Grow your own edible garden with Isabelle Palmer’s tips

What inspired you to create The House Gardener? 

My new book, The House Gardener, came to mind over the winter months, while looking out onto my two small balconies in my north London apartment.  I have always kept a few houseplants but not in any concentration and I really wanted to evoke that feeling of green indoors as I wasn’t spending much time outdoors. It also made me think, “what if you didn’t have any outdoor space at all, how could you bring a garden indoors?” So my attention was greatly focused on bringing nature to life inside the home.

What are your top tips for those wishing to grow herbs in cramped spaces, like a city apartment? 

Planting a herb garden is a great way to start container gardening, if you like in a small apartment. Not only do you get the satisfaction of growing your own produce but they are great for adding to your cooking. Mint, chives, rosemary, parsley and a salad mix are good varieties to start with.

The key thing to remember is that plants are living things, they need light, water and regular food. The most common reason that people kill their plants is watering – they either water too much or too little, check with your finger – if it’s moist up to your knuckle then you don’t need to water your plant for a couple of days, if it’s dry then water slowly and moderately until moist.

We love your use of recycled bottles for the hanging plants! What are some other recycled products that work well?

Using unexpected objects as containers, as well as recycling old ones, is a wonderful and inventive way to show off and exhibit houseplants. I use everything from old pots to milk jugs and pitchers, there is always a way to update and recycle unwanted objects. I love trawling through junk shops and antiques markets, searching for something unusual and fun.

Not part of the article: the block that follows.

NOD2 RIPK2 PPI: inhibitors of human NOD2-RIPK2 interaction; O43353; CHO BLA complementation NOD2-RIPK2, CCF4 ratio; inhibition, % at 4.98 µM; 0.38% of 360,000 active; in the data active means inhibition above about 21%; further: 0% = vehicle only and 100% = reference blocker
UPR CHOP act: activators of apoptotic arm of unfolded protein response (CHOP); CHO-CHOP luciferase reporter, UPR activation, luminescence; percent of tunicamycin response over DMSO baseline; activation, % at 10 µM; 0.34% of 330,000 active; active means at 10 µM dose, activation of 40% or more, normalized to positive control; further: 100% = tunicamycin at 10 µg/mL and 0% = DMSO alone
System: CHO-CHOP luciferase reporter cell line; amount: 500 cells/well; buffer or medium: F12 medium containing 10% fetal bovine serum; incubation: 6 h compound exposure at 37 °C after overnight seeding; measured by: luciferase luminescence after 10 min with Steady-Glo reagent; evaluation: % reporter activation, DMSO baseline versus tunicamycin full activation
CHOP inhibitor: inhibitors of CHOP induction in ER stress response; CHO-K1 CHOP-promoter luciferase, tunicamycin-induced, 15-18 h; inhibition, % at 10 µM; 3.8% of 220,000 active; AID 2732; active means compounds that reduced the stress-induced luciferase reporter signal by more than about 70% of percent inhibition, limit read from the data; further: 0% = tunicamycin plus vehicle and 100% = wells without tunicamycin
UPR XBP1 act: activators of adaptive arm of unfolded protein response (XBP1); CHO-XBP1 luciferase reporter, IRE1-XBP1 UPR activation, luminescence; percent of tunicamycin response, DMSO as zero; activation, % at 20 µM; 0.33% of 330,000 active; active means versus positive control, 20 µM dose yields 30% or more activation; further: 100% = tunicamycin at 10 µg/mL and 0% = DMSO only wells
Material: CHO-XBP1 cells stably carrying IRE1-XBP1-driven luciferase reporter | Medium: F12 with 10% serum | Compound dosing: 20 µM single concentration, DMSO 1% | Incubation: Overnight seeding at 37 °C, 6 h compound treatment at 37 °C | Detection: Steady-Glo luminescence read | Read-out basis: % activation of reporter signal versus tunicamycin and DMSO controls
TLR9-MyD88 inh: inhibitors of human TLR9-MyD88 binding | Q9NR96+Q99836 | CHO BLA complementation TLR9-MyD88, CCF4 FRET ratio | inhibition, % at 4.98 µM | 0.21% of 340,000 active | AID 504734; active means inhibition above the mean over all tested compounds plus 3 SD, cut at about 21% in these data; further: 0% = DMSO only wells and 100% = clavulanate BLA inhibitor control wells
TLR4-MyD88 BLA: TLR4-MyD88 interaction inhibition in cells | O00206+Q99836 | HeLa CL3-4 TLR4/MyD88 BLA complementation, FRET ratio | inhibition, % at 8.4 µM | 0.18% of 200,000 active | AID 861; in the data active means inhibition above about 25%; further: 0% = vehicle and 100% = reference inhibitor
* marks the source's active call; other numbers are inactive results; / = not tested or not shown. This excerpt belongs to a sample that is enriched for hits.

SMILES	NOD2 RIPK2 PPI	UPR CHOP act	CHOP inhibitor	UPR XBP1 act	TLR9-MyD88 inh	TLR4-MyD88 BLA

And what about recycled products to grow herbs/ edible plants in?

Try using an old wooden crate or even an old drawer. Ask your local pizza restaurant for discarded tomato and olive tins – these are catering size so larger than normal and usually have colourful designs on the front – perfect for bright flowering plants. You will achieve a really individual look and give a product another lease of life.

Just make sure, whatever you use, that you have a couple of drainage holes at the bottom.

The House Gardener by Isabelle Palmer published by CICO $49.95 available in stores nationally.

House Gardener Cover

Share on Facebook Pin on Pinterest Share by Email
Share To

May gardening: Broad beans

Traditionally, broad beans are sown from March to mid-May and will stand through winter and crop in early summer.

Broad beans are favourite with many cold climate gardeners.

The soil for broad beans ideally needs to be well enriched with compost and to give good results, a dressing of Phosphate or Blood and Bone will encourage healthy growth.

Sow broad beans in double rows about 25cm apart, with seeds 10cm apart and 5cm deep.


Share on Facebook Pin on Pinterest Share by Email
Share To